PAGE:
I have been collaborating on a new article regarding the Alpi Di Siusi / Seiser Alm. This is based on an (automated) translation of a page from the German WV page as well as my own travel experiences to the region. I am requesting feedback on the page before I go live with it. I would also like some help from the German speaking contributors for some help with some of the more ridiculous translations that come from the automatic google translation. For example "Das Frühjahr beginnt dann, je nach der Höhenlage, erst im April oder im Mai, in den Tälern auch schon etwas früher, die Saison für Skifahrer ist aber meist etwas kürzer als in den zentralen und nördlichen Teilen der übrigen Alpen" translates to "The spring begins then, depending on the altitude, only in April or May, in the valleys also somewhat earlier, but the season for skiers is usually somewhat shorter than in the central and northern parts of the other Alps"......which seems to imply that there is a ski season extending into spring....and since I'm not from the Alps, I have no idea whether this is really a sensible translation or not. Translating from the precision of the German language down to the ambiguousness of English also brings some challenges. For example, it looks like "Roterdspitze" (which should translate to the "peak of the Roterd mountain") should really be replaced by "Roterd", but I'm not sure if that really is the English equivalent. Feedback is welcome.

Thanks a lot for your work, and as I said on your talk page, welcome to WV. Google translate is useful but not too accurate and I would personally not translate articles from languages I don't have at least a basic understanding of.
I would translate the above passage as: "Spring begins only in April or May depending on the elevation, in the valleys a bit earlier (of course it's always colder up a mountain than in a valley below). In general, however, the skiing season is a bit shorter than in the central and northern Alps. (also not ridiculous, snow doesn't melt in an instant in the Alps and other colder climates like up here in Finland, hence skiing might certainly be possible even if the calendar says spring)". The mountain you can call Roterdspitze; translating something into English will result in names that a reader/user of the article won't find on a map which will lead just to confusion.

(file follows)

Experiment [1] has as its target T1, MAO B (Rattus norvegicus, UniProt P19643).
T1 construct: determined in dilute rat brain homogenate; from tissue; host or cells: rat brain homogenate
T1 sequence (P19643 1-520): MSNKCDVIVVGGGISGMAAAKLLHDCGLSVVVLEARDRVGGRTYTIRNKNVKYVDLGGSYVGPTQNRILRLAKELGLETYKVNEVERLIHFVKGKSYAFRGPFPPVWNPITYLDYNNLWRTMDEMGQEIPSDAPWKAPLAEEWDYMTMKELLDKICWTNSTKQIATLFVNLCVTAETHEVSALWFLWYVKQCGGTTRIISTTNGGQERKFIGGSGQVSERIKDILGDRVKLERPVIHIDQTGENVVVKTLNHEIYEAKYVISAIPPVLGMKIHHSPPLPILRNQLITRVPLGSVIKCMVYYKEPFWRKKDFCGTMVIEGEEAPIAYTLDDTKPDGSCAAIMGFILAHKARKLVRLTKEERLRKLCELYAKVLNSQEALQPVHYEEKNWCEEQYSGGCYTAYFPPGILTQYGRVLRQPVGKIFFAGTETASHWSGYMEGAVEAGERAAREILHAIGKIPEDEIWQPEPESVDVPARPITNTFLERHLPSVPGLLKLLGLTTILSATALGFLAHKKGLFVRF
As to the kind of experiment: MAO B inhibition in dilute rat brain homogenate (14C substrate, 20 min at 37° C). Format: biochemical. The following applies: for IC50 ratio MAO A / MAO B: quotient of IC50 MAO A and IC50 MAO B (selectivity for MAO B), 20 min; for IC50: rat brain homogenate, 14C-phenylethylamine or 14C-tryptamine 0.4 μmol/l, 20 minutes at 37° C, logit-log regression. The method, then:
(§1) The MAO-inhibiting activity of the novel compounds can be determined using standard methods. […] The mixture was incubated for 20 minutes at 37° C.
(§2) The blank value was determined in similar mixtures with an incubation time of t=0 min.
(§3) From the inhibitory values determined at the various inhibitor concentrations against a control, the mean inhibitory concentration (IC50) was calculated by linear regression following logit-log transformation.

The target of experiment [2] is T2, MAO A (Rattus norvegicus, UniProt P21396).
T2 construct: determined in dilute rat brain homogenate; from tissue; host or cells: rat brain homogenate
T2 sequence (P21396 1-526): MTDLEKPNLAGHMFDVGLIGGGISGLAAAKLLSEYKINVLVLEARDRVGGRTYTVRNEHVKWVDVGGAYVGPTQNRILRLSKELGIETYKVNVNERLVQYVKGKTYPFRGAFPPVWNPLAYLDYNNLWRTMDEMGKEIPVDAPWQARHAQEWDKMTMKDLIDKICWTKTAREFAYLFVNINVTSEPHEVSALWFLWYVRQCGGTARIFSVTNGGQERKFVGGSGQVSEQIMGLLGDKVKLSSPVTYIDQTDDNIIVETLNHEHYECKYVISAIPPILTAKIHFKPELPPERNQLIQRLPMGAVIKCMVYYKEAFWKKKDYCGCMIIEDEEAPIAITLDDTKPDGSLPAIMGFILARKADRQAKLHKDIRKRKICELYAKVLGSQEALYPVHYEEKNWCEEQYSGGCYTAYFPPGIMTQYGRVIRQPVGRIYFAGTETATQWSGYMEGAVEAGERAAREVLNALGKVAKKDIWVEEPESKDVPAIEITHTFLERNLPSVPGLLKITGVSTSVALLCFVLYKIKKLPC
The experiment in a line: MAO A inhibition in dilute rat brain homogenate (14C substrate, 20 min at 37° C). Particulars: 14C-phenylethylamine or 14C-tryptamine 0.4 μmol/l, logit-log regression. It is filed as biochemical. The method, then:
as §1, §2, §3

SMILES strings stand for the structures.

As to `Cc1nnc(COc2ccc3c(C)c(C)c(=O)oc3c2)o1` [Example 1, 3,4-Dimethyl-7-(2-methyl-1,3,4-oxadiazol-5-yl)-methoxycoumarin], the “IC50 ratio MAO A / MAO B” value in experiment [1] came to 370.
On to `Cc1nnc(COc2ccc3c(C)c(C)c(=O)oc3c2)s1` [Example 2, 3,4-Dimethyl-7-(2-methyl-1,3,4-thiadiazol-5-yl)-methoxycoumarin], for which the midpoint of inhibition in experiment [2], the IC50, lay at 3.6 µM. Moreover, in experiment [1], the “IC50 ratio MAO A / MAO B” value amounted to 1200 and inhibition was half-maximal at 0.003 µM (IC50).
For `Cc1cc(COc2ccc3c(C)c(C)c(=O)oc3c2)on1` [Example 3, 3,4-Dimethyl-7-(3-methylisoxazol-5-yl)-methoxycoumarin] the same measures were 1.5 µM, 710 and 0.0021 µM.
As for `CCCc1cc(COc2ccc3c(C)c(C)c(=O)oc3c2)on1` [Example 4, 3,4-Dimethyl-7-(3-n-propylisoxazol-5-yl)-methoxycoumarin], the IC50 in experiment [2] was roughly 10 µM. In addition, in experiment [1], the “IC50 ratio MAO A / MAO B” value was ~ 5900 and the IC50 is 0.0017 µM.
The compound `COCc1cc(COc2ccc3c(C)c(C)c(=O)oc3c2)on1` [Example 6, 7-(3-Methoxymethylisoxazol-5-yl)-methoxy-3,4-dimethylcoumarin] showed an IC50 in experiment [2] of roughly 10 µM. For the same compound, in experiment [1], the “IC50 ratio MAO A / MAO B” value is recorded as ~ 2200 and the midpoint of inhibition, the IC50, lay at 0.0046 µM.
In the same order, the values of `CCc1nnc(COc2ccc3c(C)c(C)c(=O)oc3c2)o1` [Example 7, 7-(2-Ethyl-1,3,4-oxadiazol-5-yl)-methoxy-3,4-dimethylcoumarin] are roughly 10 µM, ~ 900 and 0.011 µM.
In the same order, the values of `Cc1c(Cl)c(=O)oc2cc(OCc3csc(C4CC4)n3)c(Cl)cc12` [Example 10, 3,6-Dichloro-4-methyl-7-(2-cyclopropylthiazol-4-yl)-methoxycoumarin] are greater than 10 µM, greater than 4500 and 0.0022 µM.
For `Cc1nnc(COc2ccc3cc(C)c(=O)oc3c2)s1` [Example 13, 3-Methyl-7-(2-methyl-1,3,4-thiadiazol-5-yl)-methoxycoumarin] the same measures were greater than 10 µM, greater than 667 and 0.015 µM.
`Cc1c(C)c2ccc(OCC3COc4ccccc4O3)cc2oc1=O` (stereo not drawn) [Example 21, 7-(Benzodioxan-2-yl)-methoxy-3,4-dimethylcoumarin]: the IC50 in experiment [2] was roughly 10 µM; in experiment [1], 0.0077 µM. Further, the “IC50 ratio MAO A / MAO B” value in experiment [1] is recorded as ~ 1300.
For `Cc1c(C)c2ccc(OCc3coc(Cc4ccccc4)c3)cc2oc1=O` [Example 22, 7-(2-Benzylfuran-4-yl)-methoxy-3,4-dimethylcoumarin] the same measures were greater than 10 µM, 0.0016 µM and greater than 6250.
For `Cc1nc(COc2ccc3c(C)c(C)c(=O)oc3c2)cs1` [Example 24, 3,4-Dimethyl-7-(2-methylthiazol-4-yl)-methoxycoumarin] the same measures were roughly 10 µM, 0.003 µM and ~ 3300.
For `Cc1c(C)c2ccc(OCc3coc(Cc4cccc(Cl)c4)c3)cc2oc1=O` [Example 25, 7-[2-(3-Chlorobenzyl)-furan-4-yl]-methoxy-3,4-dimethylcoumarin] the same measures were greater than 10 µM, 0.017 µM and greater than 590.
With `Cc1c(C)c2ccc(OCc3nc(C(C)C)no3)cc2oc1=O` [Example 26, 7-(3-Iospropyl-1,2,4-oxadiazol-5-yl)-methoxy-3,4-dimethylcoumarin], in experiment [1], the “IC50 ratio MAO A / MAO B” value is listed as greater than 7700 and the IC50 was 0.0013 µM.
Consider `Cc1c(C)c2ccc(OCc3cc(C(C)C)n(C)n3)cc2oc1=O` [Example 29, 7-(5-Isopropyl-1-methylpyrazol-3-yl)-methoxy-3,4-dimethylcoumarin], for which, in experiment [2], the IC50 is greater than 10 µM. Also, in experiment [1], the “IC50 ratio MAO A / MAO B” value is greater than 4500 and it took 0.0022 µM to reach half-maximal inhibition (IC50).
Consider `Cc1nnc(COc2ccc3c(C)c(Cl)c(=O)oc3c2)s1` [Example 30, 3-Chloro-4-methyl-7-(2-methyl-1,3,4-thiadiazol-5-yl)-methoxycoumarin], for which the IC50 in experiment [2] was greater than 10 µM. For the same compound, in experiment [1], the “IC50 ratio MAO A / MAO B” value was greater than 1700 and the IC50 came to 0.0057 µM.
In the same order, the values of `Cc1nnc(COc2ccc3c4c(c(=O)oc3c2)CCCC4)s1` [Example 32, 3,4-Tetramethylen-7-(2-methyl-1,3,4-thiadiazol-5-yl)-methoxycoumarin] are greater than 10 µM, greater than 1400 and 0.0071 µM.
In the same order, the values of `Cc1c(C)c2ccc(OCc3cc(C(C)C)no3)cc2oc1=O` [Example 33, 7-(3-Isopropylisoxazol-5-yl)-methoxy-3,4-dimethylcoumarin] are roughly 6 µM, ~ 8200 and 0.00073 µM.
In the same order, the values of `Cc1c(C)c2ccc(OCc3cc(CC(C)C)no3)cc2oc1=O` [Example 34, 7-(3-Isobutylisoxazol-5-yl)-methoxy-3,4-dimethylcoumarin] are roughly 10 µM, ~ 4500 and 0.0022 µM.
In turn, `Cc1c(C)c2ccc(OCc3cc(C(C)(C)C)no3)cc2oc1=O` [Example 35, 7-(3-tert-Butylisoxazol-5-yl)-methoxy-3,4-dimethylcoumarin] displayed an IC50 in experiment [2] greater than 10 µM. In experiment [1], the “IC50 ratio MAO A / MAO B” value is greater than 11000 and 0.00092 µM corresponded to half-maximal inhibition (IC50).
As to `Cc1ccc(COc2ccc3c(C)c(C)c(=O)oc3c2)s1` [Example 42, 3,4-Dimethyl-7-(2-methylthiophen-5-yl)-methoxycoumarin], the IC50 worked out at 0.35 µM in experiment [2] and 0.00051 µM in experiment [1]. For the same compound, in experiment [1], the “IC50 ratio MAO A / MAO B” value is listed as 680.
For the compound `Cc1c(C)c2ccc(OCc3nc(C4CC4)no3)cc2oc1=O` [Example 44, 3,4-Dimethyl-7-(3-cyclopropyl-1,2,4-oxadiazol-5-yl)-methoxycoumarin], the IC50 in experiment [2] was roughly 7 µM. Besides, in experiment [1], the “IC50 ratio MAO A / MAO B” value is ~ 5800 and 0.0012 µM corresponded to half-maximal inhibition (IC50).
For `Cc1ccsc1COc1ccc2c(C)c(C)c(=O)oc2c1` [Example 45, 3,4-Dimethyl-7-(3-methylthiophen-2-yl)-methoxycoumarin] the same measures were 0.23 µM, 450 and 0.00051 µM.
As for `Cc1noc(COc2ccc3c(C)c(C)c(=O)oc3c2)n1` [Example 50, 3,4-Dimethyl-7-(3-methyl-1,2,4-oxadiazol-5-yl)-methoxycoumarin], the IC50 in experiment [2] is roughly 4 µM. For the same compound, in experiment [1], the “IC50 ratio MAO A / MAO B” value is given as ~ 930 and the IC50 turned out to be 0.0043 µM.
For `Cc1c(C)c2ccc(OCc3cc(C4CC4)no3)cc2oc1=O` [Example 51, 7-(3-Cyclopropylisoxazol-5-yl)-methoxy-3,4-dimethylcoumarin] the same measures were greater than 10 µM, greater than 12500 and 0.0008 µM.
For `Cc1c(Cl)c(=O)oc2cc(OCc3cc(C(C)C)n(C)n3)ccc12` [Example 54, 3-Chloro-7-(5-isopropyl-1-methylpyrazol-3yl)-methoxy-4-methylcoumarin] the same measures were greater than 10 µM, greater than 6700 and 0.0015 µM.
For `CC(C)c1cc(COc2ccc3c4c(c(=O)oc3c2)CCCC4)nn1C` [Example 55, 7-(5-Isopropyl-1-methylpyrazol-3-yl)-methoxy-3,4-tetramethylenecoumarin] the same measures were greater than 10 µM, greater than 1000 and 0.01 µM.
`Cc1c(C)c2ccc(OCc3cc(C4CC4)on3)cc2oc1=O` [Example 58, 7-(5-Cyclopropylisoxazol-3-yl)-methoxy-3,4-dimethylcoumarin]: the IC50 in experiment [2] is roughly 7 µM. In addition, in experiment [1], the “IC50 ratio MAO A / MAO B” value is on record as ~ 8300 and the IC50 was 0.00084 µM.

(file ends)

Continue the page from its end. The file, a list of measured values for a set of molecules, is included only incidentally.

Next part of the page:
Finally, one of my pet peeves; we don't use Wikipedia style references on English Wikivoyage. --ϒpsilon (talk) 19:06, 6 August 2017 (UTC)
Looks good. I see you have two 'get around' sections. I think the first one should probably be called 'get in' Drat70 (talk) 00:58, 7 August 2017 (UTC)
Update: moved to main WV area. Thanks for all the feedback! Rsilvia77 (talk)

"Drink" for venues not serving alcohol[edit]

I've noticed that a lot of pages, particularly those in Islamic countries have "drink" sections full of tea-houses, orange juice stalls etc. Basically anywhere that sells drinks.

Am I correct in the understanding that "eat" should be used for all food/drink listings; and that "drink" is reserved for licensed venues/bars/nightclubs?

If a town has no nightlife, licensed venues or off-licenses shouldn't the "drink" section simply be omitted? That way all city articles have the same format

I checked the templates page for guidance but it wasn't specific on the issue

--Willthewanderer (talk) 11:19, 7 August 2017 (UTC)

I think the 'Drink' section is largely used (and primarily intended for) for bars where alcohol is served, and probably reflects the Western biases of the original travel guides used here. I don't think there is an issue to list other kinds of drink, such as coffee and tea houses. Even in Amsterdam#Drink it goes the other direction and has venues with (legal) drugs but no alcohol. --Andrewssi2 (talk) 11:53, 7 August 2017 (UTC)
I interpret "Drink" as being the section for anyplace that is more about drinks than food. That includes bars that serve bar food (wine bars that place an equal emphasis on food and drink are a gray area), tea houses that also serve various kinds of savory and sweet food to accompany the gourmet teas, and coffee houses that also serve a few sandwiches and desserts. I would also include juice bars among the listings, if any are worthy of listing. My neighborhood, Manhattan/East Village, has become a major center not only of bars but also juice bars and tea houses; all worth listing should be listed in "Drink". Ikan Kekek (talk) 12:27, 7 August 2017 (UTC)
If a place is more about drinking (including coffee houses, juice bars etc.) than eating, I too put the establishment in Drink rather than in Eat. ϒpsilon (talk) 12:32, 7 August 2017 (UTC)